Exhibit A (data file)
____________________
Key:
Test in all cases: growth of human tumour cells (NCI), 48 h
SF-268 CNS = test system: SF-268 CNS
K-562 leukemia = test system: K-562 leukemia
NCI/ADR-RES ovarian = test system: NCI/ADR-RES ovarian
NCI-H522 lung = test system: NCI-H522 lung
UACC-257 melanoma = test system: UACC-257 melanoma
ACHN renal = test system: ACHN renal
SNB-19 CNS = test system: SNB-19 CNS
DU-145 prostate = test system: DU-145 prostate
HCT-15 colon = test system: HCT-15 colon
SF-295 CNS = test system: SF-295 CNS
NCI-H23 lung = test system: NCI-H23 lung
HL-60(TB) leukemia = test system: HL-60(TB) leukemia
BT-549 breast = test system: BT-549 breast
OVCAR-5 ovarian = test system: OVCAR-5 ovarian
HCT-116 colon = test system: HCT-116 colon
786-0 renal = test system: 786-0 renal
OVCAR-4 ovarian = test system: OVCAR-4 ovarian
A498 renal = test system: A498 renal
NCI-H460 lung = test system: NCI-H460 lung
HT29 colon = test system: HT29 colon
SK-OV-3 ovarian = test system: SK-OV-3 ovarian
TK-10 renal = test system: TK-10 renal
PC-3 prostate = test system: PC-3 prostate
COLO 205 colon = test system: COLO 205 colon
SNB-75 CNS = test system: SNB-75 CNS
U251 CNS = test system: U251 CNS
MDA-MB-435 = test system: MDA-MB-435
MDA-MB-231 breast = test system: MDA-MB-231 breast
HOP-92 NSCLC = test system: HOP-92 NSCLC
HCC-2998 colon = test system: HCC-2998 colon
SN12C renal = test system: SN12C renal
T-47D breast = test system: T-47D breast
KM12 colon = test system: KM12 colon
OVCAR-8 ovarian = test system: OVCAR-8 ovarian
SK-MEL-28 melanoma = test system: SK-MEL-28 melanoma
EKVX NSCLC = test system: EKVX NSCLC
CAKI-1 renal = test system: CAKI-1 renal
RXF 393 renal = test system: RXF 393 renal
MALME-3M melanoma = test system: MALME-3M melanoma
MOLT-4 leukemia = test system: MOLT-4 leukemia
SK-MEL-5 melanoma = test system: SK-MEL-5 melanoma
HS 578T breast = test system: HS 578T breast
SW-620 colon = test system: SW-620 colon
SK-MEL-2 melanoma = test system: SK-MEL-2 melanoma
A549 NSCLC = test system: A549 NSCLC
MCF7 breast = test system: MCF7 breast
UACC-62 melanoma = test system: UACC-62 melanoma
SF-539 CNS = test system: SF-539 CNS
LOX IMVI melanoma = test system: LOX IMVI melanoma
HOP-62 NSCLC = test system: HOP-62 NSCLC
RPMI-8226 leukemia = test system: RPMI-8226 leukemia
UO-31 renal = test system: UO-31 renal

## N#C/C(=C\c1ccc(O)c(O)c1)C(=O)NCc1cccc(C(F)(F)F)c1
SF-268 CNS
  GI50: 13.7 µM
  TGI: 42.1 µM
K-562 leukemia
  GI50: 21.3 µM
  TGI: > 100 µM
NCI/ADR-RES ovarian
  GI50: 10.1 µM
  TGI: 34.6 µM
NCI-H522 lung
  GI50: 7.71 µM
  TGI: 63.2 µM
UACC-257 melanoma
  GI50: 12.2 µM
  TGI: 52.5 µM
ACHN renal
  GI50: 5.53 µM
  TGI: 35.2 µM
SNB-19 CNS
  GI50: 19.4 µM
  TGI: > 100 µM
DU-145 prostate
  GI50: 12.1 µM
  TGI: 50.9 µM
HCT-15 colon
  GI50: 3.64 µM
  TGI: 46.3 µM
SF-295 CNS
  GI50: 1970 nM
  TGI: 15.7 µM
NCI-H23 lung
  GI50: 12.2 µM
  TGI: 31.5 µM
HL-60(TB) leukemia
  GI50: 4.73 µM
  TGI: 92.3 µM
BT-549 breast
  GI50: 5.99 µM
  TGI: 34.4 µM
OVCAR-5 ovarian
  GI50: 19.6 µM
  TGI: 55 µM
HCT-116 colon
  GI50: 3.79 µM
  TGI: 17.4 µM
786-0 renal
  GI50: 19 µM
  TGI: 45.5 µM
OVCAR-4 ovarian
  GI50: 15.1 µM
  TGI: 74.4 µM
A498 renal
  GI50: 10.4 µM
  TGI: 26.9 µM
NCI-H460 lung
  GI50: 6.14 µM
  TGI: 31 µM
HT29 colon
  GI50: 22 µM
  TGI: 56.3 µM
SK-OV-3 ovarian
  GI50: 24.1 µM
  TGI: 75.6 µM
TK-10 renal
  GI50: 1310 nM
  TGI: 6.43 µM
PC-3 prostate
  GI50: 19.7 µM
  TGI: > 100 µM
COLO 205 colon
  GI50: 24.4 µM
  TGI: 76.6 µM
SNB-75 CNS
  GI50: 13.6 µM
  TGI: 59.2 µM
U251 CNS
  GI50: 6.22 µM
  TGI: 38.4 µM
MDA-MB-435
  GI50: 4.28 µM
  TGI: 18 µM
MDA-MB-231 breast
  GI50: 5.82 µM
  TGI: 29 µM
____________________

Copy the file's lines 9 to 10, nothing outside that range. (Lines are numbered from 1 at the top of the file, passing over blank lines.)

SNB-19 CNS = test system: SNB-19 CNS
DU-145 prostate = test system: DU-145 prostate